As demonstrations in Los Angeles have attracted majorly those who would not identify with the values of the Islamic Republic (most protesters don't even use the current flag of Iran when demonstrating), those identifying with those values have debated the outcome of the election fiercely.
Those defending the legitimacy of the election have sited the disconnection of the liberal "elite" from the masses of Iranians outside of Tehran as the cause of mass protests and an overall attitude of being sore losers in the election. In addition, Iranian voices of opposition have been dismissed by this group as supporting foreign enemies (Mossad, MKO, CIA, etc) bent on the collapse of the Islamic Republic. For some this may be a class conflict but when it comes down to it, is a question of transparency.
Iranians voicing their criticism of the elections have been harshly criticized by even non-Iranians who admire the institution of the IRI and intend on doing their part in what they feel is upholding the Islamic Republic and/or their loyalty to a Marja Taqlid.
Iranians who have aligned themselves with their government in the past and are now questioning its methods have seen this election as the breaking point for their trust in their leaders. The widespread media censorship, communication lockdown, police/ Basij/ military brutality against civilians has eroded the trust of Iranian nationals for their government.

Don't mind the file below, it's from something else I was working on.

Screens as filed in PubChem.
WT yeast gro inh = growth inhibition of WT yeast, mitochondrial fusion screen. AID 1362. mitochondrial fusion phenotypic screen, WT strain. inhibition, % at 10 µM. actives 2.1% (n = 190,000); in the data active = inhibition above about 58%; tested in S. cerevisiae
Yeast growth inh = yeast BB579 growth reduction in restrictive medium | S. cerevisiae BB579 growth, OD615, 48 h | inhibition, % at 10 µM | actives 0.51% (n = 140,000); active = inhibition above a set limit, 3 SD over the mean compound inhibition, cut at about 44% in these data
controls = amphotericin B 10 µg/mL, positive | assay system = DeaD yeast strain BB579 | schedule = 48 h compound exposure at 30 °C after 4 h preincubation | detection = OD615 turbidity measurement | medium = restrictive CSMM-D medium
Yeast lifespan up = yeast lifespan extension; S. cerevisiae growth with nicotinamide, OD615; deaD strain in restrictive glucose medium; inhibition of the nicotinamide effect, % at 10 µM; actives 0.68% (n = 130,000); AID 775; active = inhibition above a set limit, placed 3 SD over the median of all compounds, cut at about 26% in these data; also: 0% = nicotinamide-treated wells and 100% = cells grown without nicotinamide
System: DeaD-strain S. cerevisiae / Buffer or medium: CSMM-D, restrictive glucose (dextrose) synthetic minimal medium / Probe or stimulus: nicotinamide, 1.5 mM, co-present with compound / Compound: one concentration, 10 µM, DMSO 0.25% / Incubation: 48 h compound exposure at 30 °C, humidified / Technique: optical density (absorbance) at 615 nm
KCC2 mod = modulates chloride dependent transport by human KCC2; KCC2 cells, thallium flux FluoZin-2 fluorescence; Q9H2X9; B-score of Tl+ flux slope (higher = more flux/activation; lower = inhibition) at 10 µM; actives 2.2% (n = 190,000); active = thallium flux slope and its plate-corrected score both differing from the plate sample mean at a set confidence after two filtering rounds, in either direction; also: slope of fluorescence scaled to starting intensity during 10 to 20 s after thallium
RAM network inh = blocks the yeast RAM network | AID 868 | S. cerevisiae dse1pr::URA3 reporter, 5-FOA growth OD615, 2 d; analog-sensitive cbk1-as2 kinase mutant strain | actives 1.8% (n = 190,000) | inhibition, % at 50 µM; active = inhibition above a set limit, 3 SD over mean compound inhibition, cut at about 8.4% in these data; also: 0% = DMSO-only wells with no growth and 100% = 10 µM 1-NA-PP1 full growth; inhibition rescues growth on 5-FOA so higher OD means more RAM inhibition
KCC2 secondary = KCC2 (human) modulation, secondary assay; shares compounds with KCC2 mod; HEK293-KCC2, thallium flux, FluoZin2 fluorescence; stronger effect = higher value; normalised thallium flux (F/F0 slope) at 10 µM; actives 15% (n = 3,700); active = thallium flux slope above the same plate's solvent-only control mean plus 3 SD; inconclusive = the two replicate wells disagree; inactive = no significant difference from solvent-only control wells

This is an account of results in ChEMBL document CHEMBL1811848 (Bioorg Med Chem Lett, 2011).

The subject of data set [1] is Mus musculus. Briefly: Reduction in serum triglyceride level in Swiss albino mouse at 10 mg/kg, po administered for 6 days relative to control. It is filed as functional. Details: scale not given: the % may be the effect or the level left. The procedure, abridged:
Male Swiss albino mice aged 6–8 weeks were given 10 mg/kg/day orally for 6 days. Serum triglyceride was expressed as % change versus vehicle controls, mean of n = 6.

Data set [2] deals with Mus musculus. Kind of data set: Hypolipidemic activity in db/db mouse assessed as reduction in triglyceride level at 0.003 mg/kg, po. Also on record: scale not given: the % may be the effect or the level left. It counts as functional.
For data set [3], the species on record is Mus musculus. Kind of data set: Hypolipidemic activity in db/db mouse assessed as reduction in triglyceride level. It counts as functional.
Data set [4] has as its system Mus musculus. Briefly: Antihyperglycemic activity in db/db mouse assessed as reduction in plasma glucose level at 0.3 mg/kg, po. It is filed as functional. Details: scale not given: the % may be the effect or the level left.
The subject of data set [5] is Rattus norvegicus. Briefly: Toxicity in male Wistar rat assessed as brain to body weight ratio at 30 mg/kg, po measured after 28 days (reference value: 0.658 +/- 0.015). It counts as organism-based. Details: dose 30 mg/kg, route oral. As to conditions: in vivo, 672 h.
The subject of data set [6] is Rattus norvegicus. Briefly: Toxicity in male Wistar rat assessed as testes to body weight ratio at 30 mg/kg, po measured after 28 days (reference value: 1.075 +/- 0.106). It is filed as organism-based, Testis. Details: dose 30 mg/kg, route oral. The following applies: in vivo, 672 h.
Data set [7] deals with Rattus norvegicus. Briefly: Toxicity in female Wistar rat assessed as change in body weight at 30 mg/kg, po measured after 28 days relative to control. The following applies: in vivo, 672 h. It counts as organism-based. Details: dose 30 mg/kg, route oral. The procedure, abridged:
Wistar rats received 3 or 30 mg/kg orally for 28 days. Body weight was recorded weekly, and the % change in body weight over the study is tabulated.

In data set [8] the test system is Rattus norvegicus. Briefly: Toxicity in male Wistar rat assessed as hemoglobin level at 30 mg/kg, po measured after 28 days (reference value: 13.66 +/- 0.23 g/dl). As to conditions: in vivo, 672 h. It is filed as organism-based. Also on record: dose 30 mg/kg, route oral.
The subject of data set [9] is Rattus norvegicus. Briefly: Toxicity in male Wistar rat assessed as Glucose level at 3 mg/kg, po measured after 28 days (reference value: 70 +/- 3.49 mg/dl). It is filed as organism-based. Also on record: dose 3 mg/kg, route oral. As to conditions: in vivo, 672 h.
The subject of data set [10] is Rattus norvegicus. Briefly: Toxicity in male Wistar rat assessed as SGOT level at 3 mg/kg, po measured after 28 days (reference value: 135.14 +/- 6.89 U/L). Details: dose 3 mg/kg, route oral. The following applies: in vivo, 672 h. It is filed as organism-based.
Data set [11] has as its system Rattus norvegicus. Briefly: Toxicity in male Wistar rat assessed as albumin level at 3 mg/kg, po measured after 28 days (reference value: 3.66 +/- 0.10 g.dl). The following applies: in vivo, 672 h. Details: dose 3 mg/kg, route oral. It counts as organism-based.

At this point, I believe that some Mousavi supporters would have preferred Ahmadinejad to have won the election fairly and transparently rather than the current situation which has spiraled out of control on both sides. However, we find ourselves at the point of no return and there is no easy solution to all of this, so let's stop acting like the answer is going to come from out of the sky.
Monday, June 15, 2009
At present Iran is in unrest. The mass reactions of the elections are that of dismay and those who feel they have been disfranchised and stripped of their voice have taken to the street. I have not been relying on one source of news media for my information about the election aftermath, rather a network of personal contacts in Iran, blogs, Twitter, and media coming directly from the streets.